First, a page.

Awarding the Israel Prize this year to Aharon Lichtenstein and Shamma Friedman presents a tantalizing opportunity to draw in conversation two approaches to Talmudic study often seen as irreconcilable. Both American immigrants are rabbis who have dedicated their intellectual lives to deciphering the centerpiece of Jewish learning — Lichtenstein the Orthodox yeshiva traditionalist and Friedman, a pioneer of the scientific method from the Conservative Movement’s Jewish Theological Seminary (JTS). Their appearance on the same Jerusalem Theater stage could point to the coming of age of a less contentious, more collaborative approach enabled by the softer boundaries of 21st century Israeli society.

Lichtenstein is the son-in-law of the late Rabbi Joseph B. Soloveitchik, the scion of Lithuanian rabbinical royalty who was the principal religious figure in New York’s Yeshiva University (YU) for over forty years, and the central authority of American Modern Orthodoxy. Like his mentor who earned a Ph. D. in Philosophy in Berlin, Lichtenstein complemented his own vast Torah erudition with a Harvard Ph. D. in English Literature. No doubt their secular learning informed their ideological outlooks, but neither integrated scientific, critical tools into their teaching of the Talmud. Rather, like their Haredi counterparts, they focused their energies on deciphering the standard printed edition — completed in Vilna during the 1880s — and medieval commentaries, especially modeling and expanding upon the conceptual frameworks set forth by Soloveitchik’s incisive grandfather, “Reb Hayyim Brisker” of Brest-Litovsk.

As co-head of Yeshivat Har Etzion in Alon Shevut since arriving with his family in 1971, Lichtenstein, 80, has imparted his own version of Lithuanian-style analytical study to thousands of students, some of whom are today among the most visible rabbinical figures in the Religious-Zionist camp. More recently, eight volumes of his novellae have also appeared, stretching the reach of his intellectual force and further securing his legacy in the pantheon of traditional Talmudists. Throughout, he has made clear that introduction of historical and philological tools that enable the reader to contextualize or distinguish multiple layers of sources – thus explaining many seeming textual inconsistencies — is foreign to the yeshiva and counter to its goals of cultivating God-fearing and tradition-bound graduates. All the same, and consistent with its “open-minded” reputation, numerous alumni of Har Etzion, popularly known as the “Gush,” have subsequently gone on to make their marks in the academic fields of Talmud and Jewish law.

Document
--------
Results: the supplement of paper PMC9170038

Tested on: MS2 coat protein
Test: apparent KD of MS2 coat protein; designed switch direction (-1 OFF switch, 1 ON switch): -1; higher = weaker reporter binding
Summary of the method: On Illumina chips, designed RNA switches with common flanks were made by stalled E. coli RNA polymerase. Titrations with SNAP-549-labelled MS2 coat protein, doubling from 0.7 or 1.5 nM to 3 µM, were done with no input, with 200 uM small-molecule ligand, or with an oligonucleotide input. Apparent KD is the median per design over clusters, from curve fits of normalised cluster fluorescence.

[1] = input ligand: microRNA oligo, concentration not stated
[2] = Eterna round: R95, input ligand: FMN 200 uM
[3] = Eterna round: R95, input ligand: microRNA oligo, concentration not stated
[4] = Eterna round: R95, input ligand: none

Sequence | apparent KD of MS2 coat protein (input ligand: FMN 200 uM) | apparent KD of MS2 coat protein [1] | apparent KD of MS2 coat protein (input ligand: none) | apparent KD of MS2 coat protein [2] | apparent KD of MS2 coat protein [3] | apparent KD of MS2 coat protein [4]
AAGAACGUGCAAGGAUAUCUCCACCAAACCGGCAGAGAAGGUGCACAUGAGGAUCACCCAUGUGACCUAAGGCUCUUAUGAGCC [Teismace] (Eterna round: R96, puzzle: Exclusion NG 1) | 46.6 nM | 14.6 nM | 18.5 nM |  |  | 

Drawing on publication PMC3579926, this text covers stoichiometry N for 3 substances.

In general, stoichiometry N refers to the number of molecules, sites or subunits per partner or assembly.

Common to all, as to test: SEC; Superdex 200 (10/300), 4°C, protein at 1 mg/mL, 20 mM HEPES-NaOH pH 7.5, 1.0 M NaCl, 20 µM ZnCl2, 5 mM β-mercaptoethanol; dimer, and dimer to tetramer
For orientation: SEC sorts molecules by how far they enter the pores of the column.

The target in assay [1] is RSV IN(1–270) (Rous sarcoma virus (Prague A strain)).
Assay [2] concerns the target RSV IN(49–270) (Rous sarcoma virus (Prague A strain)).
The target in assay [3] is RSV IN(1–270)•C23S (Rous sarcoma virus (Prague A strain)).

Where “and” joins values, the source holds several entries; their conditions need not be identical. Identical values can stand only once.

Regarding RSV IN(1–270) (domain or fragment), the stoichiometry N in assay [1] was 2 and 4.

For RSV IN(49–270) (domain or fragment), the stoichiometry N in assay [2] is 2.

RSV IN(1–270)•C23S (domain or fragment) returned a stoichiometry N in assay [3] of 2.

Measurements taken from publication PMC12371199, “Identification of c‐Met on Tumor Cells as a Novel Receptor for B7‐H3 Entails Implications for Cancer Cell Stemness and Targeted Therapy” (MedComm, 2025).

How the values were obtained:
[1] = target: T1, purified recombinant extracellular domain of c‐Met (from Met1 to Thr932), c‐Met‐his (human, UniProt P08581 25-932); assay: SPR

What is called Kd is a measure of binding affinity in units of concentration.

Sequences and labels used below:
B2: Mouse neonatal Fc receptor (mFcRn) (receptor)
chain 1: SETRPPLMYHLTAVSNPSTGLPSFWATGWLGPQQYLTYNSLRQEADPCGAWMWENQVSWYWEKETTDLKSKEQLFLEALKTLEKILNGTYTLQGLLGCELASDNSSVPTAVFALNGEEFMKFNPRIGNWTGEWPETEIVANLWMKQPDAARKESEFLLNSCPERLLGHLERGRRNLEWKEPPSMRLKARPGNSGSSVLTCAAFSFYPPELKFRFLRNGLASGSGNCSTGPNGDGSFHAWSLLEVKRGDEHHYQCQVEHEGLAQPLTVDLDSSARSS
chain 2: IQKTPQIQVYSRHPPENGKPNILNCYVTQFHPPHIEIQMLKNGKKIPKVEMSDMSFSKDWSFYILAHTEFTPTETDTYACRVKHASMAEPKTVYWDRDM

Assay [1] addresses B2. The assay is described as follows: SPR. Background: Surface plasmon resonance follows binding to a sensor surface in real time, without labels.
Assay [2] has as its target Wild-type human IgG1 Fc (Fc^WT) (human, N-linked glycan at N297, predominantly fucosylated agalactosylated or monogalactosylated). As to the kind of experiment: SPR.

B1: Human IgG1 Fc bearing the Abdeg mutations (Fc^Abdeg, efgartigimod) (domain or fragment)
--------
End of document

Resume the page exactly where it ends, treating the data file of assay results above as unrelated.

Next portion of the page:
In contrast to Lichtenstein, Friedman, 76, is a pure product of the critical scientific school. The Philadelphia native grew up in the Conservative movement and attended its camps where he was first exposed to JTS faculty. Upon completion of his B.A. at the University of Pennsylvania, Friedman moved to the New York institution, where he received both rabbinical ordination and a Ph.D. Eventually, he became a protégé of the late Professor Saul Lieberman, himself a graduate of Lithuanian yeshivas, who subsequently adopted the critical method and was widely regarded as the greatest scientific Talmud scholar of the 20th century.

After teaching on the New York faculty, Friedman arrived in Israel with his family in 1973 where he headed the Jerusalem branch of JTS, which later evolved into the independent Schechter Institute. On a personal level, he educated his children within State religious-Zionist oriented institutions and conducted his home according to Orthodox requirements. In due course, he set up institutes dedicated to publishing the most scientifically accurate versions of the Babylonian Talmud as well as to producing a running commentary that integrates traditional exegesis with modern scholarship. He also created a computer archive that makes digitized versions of all written manuscripts of the Talmud available on-line. Through these initiatives, along with teaching in JTS and in Bar-Ilan University, Friedman is at the vanguard of Talmudic scholarship and research in Israel, and has made the Talmud accessible to wider audiences. He hopes his manuscript-based version of the Talmud will gain universal legitimacy as the most accurate rendition of the central work of the rabbinic canon.